By Linda McQuaig
Mar 12 2012
Perhaps it’s our Canadian modesty that prevents us from thinking we could have a scandal as big-league and important as Watergate. But that modesty may be misplaced.
When it comes to democracy, nothing is more basic than the citizen’s right to vote. So the deliberate attempt to prevent voters from casting their ballots amounts to a stake through the faintly beating heart of democracy as surely as attempting to wiretap the headquarters of a rival political party.
Of course, Watergate became a world-class scandal because the break-in and coverup were linked to the highest political levels in the U.S.
Is something like that possible here?
The Conservatives, who’ve been fending off charges of trying to deter non-Conservative voters from making it to the correct poll on election day, are presumably hoping that the voter suppression can be blamed on a rogue operating without the approval or awareness of the Conservative party.
Of course, the rogue theory is possible.
But it does run into problems. Given the sheer volume of accusations from across the country, it’s hard to imagine that a rogue (perhaps working with associate rogues) managed to get access to closely guarded internal party voter lists, coordinate and pay for a voter-suppression scheme that involved dealing with a robocall company close to the Conservatives — all without being detected by officials in a notoriously tightly controlled party.
In the riding of Guelph, where everyone acknowledges voter suppression took place, there are apparent expense account irregularities on the part of the local Conservative campaign, which did not report the cost of automated calls that the campaign admits making.
The rogue operator theory runs smack into another problem — the ethos of Stephen Harper’s Conservatives.
Deliberate voter suppression would have seemed inconceivable in a Conservative party headed by Joe Clark or Robert Stanfield. But the gloves-off Harper partisans have shown such a taste for American-style electoral hardball — by, for example, misrepresenting Liberal Irwin Cotler in a phone-call campaign deemed “reprehensible” by the (Conservative) Speaker of the House — that voter suppression perhaps seemed to them like just one tiny step further over the foul line.
Certainly the Harperites have demonstrated what could be charitably described as a casualness about obeying Canada’s election laws, and an antagonism toward Elections Canada for trying to hold them accountable for violations.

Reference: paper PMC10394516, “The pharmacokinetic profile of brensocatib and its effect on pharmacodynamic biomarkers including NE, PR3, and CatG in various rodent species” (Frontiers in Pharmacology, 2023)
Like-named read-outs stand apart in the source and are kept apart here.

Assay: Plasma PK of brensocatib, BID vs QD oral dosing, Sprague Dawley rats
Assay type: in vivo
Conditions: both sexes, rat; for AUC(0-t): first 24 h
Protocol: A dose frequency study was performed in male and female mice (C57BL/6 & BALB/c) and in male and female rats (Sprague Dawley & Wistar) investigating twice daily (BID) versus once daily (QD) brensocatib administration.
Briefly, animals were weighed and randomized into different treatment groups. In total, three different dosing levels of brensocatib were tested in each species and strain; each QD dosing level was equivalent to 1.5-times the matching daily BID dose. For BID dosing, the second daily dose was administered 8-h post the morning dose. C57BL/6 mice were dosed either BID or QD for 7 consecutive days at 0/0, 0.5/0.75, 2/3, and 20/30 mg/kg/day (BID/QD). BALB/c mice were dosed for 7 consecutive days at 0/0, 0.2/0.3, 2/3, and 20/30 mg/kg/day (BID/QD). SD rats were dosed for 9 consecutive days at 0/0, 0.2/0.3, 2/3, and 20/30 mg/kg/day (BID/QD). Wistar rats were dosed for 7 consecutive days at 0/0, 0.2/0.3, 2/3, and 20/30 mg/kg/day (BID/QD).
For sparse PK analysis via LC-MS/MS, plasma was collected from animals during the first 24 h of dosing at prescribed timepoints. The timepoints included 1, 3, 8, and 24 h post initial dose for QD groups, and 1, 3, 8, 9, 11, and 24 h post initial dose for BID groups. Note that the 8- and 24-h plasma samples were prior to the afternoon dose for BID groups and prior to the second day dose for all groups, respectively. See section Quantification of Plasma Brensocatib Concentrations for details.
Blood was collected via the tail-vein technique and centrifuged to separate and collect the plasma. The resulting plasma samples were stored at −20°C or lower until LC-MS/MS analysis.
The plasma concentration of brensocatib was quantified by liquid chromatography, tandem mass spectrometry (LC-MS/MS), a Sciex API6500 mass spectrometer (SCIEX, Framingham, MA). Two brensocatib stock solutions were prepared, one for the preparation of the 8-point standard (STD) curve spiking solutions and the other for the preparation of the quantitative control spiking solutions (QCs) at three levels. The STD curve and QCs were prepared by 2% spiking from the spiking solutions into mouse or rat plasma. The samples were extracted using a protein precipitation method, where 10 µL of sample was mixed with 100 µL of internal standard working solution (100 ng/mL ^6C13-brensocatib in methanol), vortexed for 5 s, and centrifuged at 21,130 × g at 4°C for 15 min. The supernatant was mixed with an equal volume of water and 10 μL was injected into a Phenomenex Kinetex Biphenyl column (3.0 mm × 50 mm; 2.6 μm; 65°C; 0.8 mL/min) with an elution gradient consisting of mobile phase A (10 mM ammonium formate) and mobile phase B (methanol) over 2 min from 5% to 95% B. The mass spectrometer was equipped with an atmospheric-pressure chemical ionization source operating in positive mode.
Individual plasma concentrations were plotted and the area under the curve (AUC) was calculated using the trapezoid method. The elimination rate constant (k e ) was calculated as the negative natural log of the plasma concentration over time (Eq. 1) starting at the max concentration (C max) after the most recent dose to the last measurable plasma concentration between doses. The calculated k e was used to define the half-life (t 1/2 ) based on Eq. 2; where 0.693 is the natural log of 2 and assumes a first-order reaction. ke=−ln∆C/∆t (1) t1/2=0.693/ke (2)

In the “in and out” scandal, the Conservatives were found to have violated election laws in 2006 by funneling money through the bank accounts of 67 local candidates to get around spending limits on their national campaign.
It was a complex scheme that was centrally planned, involving top party officials. In a 2008 affidavit, Elections Canada investigator Ronald Lamothe described it as “entirely under the control of and at the direction of officials of the Conservative Fund Canada and/or the Conservative Party of Canada.”
Is it such a stretch to imagine that the top echelons of the party might also have been involved in another complex scheme violating Canadian election laws, this time by directing voters to the wrong polls?
If there was such a voter-suppression scheme, will Elections Canada be able to uncover it, and will the electoral agency have the fortitude to take on the combative Conservatives?
Elections Canada did show some toughness in pursuing the “in and out” scandal for years in the face of Conservative animosity. But last fall, the party was allowed to plead guilty to two reduced offences under the Elections Act. In a deal worked out with Crown prosecutors, charges against four top Conservatives, including senators Irving Gerstein and Doug Finley, were dropped.
The truth about Watergate would likely never have been uncovered without nationally televised public hearings conducted by the U.S. Senate — hearings set up by a 77-0 vote in the Senate.
What’s really hard to imagine is the Harper Conservatives showing the same integrity as the Watergate-era Republicans showed in their willingness set up a public probe into their own party.
Canada certainly needs a public inquiry since, all modesty aside, our democracy is just as important — and perhaps as imperiled — as theirs.
Linda McQuaig’s column appears monthly. email@example.com